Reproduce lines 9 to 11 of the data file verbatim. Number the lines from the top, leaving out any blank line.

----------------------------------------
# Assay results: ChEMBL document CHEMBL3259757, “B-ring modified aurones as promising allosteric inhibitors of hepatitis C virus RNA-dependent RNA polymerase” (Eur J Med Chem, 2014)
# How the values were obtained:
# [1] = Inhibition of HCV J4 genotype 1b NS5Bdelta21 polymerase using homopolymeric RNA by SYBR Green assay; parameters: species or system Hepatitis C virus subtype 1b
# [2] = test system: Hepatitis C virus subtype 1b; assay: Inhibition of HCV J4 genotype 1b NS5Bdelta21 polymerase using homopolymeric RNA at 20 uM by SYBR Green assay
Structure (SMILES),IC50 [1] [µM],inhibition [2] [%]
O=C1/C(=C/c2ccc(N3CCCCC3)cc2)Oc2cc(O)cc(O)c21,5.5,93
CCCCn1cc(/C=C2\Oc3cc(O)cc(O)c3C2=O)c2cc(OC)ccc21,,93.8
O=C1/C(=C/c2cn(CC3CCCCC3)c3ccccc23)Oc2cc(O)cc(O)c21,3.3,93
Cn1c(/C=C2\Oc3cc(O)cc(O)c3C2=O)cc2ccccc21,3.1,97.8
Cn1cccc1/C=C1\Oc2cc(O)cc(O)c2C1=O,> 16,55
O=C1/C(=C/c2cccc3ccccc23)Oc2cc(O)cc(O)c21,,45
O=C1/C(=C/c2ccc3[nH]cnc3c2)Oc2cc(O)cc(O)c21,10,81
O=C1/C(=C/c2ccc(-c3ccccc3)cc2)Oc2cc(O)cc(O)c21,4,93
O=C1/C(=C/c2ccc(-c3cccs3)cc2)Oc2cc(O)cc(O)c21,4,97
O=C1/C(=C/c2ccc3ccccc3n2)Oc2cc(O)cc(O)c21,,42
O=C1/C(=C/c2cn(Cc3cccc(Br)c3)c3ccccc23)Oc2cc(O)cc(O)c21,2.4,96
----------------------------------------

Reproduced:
Cn1c(/C=C2\Oc3cc(O)cc(O)c3C2=O)cc2ccccc21,3.1,97.8
Cn1cccc1/C=C1\Oc2cc(O)cc(O)c2C1=O,> 16,55
O=C1/C(=C/c2cccc3ccccc23)Oc2cc(O)cc(O)c21,,45